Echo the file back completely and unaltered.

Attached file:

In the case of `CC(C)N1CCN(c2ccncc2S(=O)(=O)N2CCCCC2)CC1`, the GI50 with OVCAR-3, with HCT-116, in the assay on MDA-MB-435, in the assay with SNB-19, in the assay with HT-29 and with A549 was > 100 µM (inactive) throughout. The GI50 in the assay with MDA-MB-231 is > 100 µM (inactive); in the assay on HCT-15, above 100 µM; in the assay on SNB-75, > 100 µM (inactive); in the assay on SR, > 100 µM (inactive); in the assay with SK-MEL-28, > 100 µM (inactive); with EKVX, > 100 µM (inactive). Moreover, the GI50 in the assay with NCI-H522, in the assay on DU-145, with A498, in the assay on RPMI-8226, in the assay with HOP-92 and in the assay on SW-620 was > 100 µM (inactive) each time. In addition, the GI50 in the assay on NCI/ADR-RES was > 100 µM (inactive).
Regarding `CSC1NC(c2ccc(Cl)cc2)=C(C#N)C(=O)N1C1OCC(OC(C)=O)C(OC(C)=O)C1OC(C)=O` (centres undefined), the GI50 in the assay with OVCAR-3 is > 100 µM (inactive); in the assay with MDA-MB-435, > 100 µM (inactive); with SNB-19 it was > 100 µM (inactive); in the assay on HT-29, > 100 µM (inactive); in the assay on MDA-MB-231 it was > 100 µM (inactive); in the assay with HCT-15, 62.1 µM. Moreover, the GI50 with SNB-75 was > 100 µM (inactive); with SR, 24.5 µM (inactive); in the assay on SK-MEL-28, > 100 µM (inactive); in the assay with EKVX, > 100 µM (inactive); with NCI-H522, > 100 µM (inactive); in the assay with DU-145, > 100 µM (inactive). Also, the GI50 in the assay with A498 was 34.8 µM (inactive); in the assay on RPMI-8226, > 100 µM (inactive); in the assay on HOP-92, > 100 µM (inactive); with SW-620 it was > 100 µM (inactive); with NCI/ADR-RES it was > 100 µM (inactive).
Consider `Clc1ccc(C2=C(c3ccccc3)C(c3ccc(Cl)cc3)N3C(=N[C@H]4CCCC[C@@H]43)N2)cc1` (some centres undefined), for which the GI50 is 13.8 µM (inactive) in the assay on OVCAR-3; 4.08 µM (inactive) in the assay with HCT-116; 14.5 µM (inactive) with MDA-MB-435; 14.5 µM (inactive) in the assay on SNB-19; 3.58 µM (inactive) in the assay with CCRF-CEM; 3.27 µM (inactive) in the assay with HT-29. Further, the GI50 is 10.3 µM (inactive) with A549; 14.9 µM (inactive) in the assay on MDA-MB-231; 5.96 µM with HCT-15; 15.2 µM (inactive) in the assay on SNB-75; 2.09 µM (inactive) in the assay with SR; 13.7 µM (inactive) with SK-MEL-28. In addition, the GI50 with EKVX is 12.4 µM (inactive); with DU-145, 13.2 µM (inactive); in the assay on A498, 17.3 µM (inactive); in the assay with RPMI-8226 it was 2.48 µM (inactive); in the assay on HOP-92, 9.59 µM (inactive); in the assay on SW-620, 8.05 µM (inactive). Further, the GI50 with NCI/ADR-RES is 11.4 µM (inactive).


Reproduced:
In the case of `CC(C)N1CCN(c2ccncc2S(=O)(=O)N2CCCCC2)CC1`, the GI50 with OVCAR-3, with HCT-116, in the assay on MDA-MB-435, in the assay with SNB-19, in the assay with HT-29 and with A549 was > 100 µM (inactive) throughout. The GI50 in the assay with MDA-MB-231 is > 100 µM (inactive); in the assay on HCT-15, above 100 µM; in the assay on SNB-75, > 100 µM (inactive); in the assay on SR, > 100 µM (inactive); in the assay with SK-MEL-28, > 100 µM (inactive); with EKVX, > 100 µM (inactive). Moreover, the GI50 in the assay with NCI-H522, in the assay on DU-145, with A498, in the assay on RPMI-8226, in the assay with HOP-92 and in the assay on SW-620 was > 100 µM (inactive) each time. In addition, the GI50 in the assay on NCI/ADR-RES was > 100 µM (inactive).
Regarding `CSC1NC(c2ccc(Cl)cc2)=C(C#N)C(=O)N1C1OCC(OC(C)=O)C(OC(C)=O)C1OC(C)=O` (centres undefined), the GI50 in the assay with OVCAR-3 is > 100 µM (inactive); in the assay with MDA-MB-435, > 100 µM (inactive); with SNB-19 it was > 100 µM (inactive); in the assay on HT-29, > 100 µM (inactive); in the assay on MDA-MB-231 it was > 100 µM (inactive); in the assay with HCT-15, 62.1 µM. Moreover, the GI50 with SNB-75 was > 100 µM (inactive); with SR, 24.5 µM (inactive); in the assay on SK-MEL-28, > 100 µM (inactive); in the assay with EKVX, > 100 µM (inactive); with NCI-H522, > 100 µM (inactive); in the assay with DU-145, > 100 µM (inactive). Also, the GI50 in the assay with A498 was 34.8 µM (inactive); in the assay on RPMI-8226, > 100 µM (inactive); in the assay on HOP-92, > 100 µM (inactive); with SW-620 it was > 100 µM (inactive); with NCI/ADR-RES it was > 100 µM (inactive).
Consider `Clc1ccc(C2=C(c3ccccc3)C(c3ccc(Cl)cc3)N3C(=N[C@H]4CCCC[C@@H]43)N2)cc1` (some centres undefined), for which the GI50 is 13.8 µM (inactive) in the assay on OVCAR-3; 4.08 µM (inactive) in the assay with HCT-116; 14.5 µM (inactive) with MDA-MB-435; 14.5 µM (inactive) in the assay on SNB-19; 3.58 µM (inactive) in the assay with CCRF-CEM; 3.27 µM (inactive) in the assay with HT-29. Further, the GI50 is 10.3 µM (inactive) with A549; 14.9 µM (inactive) in the assay on MDA-MB-231; 5.96 µM with HCT-15; 15.2 µM (inactive) in the assay on SNB-75; 2.09 µM (inactive) in the assay with SR; 13.7 µM (inactive) with SK-MEL-28. In addition, the GI50 with EKVX is 12.4 µM (inactive); with DU-145, 13.2 µM (inactive); in the assay on A498, 17.3 µM (inactive); in the assay with RPMI-8226 it was 2.48 µM (inactive); in the assay on HOP-92, 9.59 µM (inactive); in the assay on SW-620, 8.05 µM (inactive). Further, the GI50 with NCI/ADR-RES is 11.4 µM (inactive).